KNOXVILLE, Tenn. — The Knox County Health Department said this week mosquitoes in the Rocky Hill area of West Knoxville and Milligan Street area of East Knoxville tested positive for the West Nile Virus.
Per the Center for Disease Control protocol, the health department will be spraying for mosquitoes in the affected neighborhoods Thursday evening, KCHD Environmental Health Director Ronnie Nease said.
"Our counts have been really down because of the dry weather," he said. "We've had no birds, no horses or no humans [with West Nile], so we feel very fortunate."
New research shows that studying how humans commute and behave can help mitigate the spread of mosquito-borne disease, like West Nile or Zika.
Dr. Nina Fefferman, a professor in UT’s Department of Ecology and Evolutionary Biology, was part of the team.
"The mosquito study was really actually kind of cool," Fefferman said. "There are trade-offs in how we can allocate time, money and resources based on do we want to do some legwork at the front or do we want to spend more and coordinate more in real time once we know there's a problem?"
In Knox County, the health department currently uses larvicide to eliminate mosquito populations before they expand.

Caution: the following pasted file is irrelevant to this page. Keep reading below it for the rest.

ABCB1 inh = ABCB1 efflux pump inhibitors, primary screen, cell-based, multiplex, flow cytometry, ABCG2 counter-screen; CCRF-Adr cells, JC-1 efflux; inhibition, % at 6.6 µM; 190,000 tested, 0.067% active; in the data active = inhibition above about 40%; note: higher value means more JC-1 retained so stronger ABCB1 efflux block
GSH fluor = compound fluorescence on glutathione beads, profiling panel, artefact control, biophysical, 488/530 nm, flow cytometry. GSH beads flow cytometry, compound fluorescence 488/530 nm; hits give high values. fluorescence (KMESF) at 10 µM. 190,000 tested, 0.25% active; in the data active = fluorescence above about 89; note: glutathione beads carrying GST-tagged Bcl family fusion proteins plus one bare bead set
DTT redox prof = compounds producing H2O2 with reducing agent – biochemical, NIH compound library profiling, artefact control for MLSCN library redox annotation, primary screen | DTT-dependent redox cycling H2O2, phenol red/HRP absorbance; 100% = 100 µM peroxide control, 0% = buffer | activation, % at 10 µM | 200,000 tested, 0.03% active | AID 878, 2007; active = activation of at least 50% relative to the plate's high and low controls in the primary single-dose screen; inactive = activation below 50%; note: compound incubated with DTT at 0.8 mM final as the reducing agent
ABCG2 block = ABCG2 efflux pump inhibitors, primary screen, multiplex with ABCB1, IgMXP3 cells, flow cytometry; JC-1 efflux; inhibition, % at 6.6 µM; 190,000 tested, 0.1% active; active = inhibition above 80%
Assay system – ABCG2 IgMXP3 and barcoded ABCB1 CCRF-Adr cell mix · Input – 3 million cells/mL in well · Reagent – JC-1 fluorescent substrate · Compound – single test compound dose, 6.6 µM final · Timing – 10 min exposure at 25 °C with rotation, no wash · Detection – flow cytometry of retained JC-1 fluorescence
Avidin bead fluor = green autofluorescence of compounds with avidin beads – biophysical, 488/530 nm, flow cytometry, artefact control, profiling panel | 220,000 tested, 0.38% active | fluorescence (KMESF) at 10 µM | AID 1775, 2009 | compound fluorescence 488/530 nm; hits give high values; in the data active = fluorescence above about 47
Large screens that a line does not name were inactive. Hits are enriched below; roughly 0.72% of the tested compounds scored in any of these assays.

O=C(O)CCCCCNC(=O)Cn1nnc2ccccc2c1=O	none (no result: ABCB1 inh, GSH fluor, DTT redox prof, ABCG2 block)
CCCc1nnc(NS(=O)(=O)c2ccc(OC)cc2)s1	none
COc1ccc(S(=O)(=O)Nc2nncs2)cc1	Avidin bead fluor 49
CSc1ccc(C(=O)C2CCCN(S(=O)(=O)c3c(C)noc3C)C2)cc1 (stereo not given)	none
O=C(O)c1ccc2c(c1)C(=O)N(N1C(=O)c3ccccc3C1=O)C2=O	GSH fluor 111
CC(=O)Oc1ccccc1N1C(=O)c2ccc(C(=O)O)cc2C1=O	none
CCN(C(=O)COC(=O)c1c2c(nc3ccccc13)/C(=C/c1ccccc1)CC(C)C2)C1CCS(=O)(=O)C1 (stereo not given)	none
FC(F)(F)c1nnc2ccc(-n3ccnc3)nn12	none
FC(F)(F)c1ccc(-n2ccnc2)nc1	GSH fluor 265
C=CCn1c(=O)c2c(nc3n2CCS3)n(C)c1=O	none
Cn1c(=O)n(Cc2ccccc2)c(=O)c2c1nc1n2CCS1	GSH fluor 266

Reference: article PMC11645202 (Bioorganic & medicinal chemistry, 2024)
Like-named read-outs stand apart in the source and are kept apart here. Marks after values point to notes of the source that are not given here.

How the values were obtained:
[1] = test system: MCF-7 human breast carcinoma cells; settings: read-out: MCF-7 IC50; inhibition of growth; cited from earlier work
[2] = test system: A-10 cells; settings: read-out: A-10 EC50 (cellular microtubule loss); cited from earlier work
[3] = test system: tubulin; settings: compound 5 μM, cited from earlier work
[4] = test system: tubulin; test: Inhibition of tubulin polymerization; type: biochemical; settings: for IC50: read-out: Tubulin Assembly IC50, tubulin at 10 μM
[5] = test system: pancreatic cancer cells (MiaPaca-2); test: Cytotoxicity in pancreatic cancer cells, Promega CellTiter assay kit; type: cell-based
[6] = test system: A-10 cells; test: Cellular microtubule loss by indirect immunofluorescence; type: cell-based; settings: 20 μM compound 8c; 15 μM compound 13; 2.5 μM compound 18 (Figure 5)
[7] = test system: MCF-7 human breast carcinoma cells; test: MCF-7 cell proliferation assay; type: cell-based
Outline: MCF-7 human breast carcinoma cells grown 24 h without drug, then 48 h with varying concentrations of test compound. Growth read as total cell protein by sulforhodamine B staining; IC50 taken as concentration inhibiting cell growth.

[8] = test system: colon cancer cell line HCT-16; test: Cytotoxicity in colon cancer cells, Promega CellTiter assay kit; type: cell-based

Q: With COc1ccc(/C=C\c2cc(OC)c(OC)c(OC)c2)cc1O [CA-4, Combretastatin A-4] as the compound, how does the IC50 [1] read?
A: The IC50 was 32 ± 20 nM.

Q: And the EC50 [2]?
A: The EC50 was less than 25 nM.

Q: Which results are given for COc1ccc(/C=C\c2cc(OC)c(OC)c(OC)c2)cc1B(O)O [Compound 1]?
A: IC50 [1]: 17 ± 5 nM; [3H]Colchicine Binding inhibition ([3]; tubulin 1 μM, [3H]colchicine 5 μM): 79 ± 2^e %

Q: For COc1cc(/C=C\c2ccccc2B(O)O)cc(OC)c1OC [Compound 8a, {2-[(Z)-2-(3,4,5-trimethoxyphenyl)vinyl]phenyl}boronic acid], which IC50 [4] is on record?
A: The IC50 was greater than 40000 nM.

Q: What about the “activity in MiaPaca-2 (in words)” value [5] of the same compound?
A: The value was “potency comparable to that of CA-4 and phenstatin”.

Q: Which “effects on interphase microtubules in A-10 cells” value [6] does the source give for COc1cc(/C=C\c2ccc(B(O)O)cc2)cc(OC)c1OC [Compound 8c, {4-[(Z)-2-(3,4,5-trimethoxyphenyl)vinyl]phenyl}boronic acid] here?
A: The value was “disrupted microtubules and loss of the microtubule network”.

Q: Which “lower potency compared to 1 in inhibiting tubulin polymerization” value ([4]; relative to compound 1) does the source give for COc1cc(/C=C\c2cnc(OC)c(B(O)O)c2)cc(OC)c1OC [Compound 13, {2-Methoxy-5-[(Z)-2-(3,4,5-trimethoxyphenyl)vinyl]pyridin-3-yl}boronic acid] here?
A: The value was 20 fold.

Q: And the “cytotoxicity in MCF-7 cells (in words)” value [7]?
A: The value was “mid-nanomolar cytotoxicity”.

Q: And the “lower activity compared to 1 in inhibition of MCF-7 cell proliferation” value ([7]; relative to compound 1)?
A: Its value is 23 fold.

"If there's a large body [of water] that can't be poured out, we do place a lot of larvacide in the water," said Nease. "It's a chemical that keeps the mosquitoes from hatching out and if they do hatch out there, they're not able to fly and things like that."
The health department has no current plans to use Fefferman's research, but Fefferman said it's not for everyone.
"Unfortunately, it depends," she said. "The best protection for people is still to wear protective clothing, spray themselves to make sure mosquitoes don't bite."
Nease said getting rid of standing water can also prevent the spread of mosquitoes.
"I would encourage you to do a survey of your property to see if you've got anything holding water," Nease said. "It could be from a cup to a bucket to a barrel to a wheelbarrow."